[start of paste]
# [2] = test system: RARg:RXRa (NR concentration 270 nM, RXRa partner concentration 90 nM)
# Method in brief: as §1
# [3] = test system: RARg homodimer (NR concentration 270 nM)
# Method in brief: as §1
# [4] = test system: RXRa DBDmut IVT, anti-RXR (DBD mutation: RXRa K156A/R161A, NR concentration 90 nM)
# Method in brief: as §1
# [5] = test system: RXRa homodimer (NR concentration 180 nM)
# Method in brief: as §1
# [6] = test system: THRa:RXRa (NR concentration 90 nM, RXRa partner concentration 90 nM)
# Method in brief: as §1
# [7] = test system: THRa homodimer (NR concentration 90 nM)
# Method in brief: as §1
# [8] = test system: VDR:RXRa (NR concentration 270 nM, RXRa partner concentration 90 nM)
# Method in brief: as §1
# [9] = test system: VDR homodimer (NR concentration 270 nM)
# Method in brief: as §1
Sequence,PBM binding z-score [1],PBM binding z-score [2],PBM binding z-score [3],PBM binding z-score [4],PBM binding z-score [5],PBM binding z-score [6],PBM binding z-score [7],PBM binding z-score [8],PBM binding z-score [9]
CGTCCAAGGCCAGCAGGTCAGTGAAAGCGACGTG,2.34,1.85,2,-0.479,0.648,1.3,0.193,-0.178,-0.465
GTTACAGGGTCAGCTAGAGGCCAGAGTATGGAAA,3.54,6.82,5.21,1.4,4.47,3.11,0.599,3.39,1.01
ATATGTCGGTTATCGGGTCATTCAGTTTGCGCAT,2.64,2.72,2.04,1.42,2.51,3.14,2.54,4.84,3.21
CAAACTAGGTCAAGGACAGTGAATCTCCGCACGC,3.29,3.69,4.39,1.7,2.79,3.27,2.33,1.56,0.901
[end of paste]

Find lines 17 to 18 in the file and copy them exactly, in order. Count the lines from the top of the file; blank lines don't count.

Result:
Sequence,PBM binding z-score [1],PBM binding z-score [2],PBM binding z-score [3],PBM binding z-score [4],PBM binding z-score [5],PBM binding z-score [6],PBM binding z-score [7],PBM binding z-score [8],PBM binding z-score [9]
CGTCCAAGGCCAGCAGGTCAGTGAAAGCGACGTG,2.34,1.85,2,-0.479,0.648,1.3,0.193,-0.178,-0.465